“Your states have a legal responsibility to promote and guarantee the integrity, credibility, and independence of SIECs, and to ensure that the electoral commissions are free from political and other interferences.

“The credibility and legitimacy of elections depend in part on the integrity and competence of the body conducting the process and the transparency of the appointment process for SIECs.

“You have constitutional and international obligations to ensure the independence of SIEC and build the confidence of the electorate and political parties in local government elections, and to promote public confidence in the appointment of SIECs’ chairmen and members.

“According to our information, the Chairman of the Independent National Electoral Commission (INEC), Prof. Mahmood Yakubu recently stated that “the conduct of Local Government elections in virtually all the states has become mere coronation of candidates of the ruling parties.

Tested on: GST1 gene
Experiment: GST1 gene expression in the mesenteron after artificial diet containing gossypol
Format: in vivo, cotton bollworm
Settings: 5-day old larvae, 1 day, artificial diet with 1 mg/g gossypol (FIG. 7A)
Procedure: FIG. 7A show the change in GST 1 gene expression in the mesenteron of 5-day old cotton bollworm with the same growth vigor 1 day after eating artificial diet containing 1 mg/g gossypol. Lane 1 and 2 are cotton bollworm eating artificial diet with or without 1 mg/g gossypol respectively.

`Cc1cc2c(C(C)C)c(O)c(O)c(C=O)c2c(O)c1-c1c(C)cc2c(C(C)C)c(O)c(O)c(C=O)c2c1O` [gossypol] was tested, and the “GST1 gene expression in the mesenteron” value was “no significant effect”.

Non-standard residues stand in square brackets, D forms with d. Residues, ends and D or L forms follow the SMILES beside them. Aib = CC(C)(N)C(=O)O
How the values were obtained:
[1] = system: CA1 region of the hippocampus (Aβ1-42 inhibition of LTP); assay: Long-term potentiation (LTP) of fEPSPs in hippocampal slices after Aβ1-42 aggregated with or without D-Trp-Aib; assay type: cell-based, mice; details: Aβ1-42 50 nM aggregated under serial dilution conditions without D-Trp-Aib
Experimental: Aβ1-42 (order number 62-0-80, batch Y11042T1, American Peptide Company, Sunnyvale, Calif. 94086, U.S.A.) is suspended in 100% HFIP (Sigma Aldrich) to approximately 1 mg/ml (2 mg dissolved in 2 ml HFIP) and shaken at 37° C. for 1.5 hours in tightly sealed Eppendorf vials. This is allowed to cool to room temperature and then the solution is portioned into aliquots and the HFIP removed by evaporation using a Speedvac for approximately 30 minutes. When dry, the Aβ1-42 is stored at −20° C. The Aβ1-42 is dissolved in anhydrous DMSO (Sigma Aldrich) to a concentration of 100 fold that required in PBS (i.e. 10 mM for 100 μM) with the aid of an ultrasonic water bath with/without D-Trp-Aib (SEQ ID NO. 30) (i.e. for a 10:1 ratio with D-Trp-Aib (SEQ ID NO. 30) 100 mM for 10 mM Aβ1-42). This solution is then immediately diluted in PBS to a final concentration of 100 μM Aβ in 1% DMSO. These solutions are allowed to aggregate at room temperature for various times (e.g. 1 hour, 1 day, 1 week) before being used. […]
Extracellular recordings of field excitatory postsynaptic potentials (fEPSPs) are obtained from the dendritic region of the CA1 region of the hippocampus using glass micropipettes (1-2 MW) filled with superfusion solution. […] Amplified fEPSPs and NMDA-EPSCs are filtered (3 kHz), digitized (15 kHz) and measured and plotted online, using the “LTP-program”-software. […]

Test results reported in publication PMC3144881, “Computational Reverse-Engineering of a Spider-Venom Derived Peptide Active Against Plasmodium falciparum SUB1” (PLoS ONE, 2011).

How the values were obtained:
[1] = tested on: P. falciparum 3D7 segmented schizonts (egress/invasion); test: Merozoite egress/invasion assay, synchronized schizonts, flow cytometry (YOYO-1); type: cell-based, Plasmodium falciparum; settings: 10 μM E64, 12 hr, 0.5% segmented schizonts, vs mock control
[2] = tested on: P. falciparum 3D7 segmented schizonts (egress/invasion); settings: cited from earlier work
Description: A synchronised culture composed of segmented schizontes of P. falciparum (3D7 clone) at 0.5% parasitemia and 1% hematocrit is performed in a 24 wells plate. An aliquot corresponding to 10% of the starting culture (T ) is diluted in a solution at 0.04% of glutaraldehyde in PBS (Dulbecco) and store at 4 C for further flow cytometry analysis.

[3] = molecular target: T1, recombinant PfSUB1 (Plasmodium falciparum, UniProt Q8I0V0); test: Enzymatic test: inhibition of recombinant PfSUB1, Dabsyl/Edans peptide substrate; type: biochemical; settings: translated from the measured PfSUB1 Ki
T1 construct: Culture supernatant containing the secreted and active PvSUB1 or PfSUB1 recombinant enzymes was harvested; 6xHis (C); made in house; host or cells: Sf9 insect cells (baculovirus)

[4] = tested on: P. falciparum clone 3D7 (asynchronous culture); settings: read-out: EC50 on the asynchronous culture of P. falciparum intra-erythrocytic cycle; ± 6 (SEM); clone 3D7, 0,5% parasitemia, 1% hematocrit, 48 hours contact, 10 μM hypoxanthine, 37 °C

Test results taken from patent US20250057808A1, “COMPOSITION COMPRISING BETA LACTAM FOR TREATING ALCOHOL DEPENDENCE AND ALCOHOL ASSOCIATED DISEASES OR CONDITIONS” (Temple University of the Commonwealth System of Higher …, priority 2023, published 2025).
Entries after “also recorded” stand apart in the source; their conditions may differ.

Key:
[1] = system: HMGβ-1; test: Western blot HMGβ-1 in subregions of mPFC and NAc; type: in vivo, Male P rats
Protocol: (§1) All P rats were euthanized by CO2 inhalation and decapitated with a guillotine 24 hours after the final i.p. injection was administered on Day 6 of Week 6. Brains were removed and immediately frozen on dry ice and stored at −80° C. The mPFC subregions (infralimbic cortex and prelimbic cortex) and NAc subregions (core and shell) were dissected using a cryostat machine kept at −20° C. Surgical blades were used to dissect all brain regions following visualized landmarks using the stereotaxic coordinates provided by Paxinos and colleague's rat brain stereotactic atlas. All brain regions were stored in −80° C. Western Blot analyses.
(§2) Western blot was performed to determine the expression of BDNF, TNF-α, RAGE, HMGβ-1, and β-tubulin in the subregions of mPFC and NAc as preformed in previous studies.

“The 36 SIECs in the country are responsible for the election of 768 local government chairmen and 8,747 councillors totalling 9, 515 constituencies.

“SERAP is concerned that SIECs lack the capacity and independence to effectively and efficiently perform their constitutional and statutory functions.

“Many of the SIECs have no functional offices in the local government areas in their states and cannot recruit their own permanent staff. In some states, the SIECs are either not properly constituted, have no security of tenure or their critical functions have been taken over by government officials.

“Some SIECs are only constituted on the eve of elections and dissolved thereafter. They are also severely under-resourced.

“Section 197(1)(b) of the Nigerian Constitution provides for the establishment of State Independent Electoral Commission. 197(2) provides that ‘the composition and powers of each body established by subsection (1) of this section are as set out in Part II of the Third Schedule to this Constitution.’ According to section 198, states are to appoint chairman and members of SIECs.

“Section 200(1)(a) of the Nigerian Constitution provides that members of SIECs ‘shall not be a member of a political party.’ Section 202 provides for the independence of SIECs, and makes clear that the exercise of their powers “shall not be subject to the direction and control of any other authority or person.”